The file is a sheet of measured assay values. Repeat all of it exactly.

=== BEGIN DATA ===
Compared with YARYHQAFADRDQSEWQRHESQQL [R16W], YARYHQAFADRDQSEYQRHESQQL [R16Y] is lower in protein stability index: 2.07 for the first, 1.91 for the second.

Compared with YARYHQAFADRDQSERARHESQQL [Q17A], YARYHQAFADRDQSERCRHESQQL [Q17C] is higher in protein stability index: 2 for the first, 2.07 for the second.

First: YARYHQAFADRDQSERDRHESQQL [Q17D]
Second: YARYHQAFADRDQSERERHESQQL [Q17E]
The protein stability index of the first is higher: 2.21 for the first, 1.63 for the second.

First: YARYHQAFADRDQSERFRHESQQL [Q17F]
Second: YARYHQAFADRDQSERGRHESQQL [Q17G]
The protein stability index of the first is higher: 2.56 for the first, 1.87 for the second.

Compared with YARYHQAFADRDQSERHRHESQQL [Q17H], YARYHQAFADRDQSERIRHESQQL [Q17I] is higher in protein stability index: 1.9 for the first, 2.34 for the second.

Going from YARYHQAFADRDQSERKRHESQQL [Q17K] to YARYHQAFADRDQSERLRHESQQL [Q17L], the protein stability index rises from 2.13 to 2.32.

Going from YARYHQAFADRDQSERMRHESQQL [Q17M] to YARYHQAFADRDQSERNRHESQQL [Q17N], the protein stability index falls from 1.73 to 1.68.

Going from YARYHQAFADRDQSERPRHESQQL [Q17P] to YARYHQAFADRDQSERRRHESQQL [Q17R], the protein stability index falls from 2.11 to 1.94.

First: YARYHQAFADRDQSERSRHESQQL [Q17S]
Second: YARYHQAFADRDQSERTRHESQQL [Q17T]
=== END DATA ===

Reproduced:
Compared with YARYHQAFADRDQSEWQRHESQQL [R16W], YARYHQAFADRDQSEYQRHESQQL [R16Y] is lower in protein stability index: 2.07 for the first, 1.91 for the second.

Compared with YARYHQAFADRDQSERARHESQQL [Q17A], YARYHQAFADRDQSERCRHESQQL [Q17C] is higher in protein stability index: 2 for the first, 2.07 for the second.

First: YARYHQAFADRDQSERDRHESQQL [Q17D]
Second: YARYHQAFADRDQSERERHESQQL [Q17E]
The protein stability index of the first is higher: 2.21 for the first, 1.63 for the second.

First: YARYHQAFADRDQSERFRHESQQL [Q17F]
Second: YARYHQAFADRDQSERGRHESQQL [Q17G]
The protein stability index of the first is higher: 2.56 for the first, 1.87 for the second.

Compared with YARYHQAFADRDQSERHRHESQQL [Q17H], YARYHQAFADRDQSERIRHESQQL [Q17I] is higher in protein stability index: 1.9 for the first, 2.34 for the second.

Going from YARYHQAFADRDQSERKRHESQQL [Q17K] to YARYHQAFADRDQSERLRHESQQL [Q17L], the protein stability index rises from 2.13 to 2.32.

Going from YARYHQAFADRDQSERMRHESQQL [Q17M] to YARYHQAFADRDQSERNRHESQQL [Q17N], the protein stability index falls from 1.73 to 1.68.

Going from YARYHQAFADRDQSERPRHESQQL [Q17P] to YARYHQAFADRDQSERRRHESQQL [Q17R], the protein stability index falls from 2.11 to 1.94.

First: YARYHQAFADRDQSERSRHESQQL [Q17S]
Second: YARYHQAFADRDQSERTRHESQQL [Q17T]